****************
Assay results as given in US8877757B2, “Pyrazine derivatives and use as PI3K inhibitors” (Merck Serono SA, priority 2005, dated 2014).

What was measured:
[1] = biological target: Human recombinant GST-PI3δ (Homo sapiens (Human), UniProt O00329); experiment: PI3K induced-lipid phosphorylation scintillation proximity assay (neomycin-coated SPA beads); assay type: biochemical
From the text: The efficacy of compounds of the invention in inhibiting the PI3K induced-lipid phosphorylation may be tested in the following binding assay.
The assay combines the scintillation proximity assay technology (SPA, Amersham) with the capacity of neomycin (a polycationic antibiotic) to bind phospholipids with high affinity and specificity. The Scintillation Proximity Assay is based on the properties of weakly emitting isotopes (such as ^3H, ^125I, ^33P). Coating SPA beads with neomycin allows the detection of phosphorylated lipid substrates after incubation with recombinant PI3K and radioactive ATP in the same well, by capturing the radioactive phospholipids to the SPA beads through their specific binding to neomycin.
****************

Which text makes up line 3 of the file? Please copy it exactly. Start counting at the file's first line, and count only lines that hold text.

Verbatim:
[1] = biological target: Human recombinant GST-PI3δ (Homo sapiens (Human), UniProt O00329); experiment: PI3K induced-lipid phosphorylation scintillation proximity assay (neomycin-coated SPA beads); assay type: biochemical